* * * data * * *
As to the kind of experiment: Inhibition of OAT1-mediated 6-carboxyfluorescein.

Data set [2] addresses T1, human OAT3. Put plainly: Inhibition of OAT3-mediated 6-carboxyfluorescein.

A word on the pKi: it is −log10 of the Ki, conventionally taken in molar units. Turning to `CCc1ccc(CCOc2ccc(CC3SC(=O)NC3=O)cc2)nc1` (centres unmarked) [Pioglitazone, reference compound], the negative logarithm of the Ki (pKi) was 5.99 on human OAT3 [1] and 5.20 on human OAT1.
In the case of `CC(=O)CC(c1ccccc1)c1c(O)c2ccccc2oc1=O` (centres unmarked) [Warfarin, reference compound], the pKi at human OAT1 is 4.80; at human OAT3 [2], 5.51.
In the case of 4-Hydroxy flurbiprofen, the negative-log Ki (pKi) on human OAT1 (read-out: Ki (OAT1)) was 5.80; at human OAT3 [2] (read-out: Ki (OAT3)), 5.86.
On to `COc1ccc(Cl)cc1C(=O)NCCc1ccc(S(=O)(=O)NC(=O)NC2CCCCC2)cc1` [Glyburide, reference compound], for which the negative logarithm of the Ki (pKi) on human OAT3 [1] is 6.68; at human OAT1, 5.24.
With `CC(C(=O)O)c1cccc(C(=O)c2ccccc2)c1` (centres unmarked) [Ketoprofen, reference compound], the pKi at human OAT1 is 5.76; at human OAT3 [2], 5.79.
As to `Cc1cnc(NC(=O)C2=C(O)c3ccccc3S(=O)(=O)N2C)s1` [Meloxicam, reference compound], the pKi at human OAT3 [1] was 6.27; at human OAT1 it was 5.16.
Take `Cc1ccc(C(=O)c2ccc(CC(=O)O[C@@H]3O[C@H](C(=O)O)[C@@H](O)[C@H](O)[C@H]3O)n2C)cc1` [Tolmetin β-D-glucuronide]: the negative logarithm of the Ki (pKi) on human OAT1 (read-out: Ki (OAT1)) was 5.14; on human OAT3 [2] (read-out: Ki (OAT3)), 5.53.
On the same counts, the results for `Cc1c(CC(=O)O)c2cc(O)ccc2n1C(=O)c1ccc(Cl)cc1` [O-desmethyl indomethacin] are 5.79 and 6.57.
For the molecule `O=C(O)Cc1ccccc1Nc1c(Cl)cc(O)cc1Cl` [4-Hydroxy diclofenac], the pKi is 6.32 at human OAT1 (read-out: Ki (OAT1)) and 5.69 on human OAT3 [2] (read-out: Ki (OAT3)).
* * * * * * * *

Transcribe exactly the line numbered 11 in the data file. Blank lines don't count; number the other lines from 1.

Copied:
For the molecule `O=C(O)Cc1ccccc1Nc1c(Cl)cc(O)cc1Cl` [4-Hydroxy diclofenac], the pKi is 6.32 at human OAT1 (read-out: Ki (OAT1)) and 5.69 on human OAT3 [2] (read-out: Ki (OAT3)).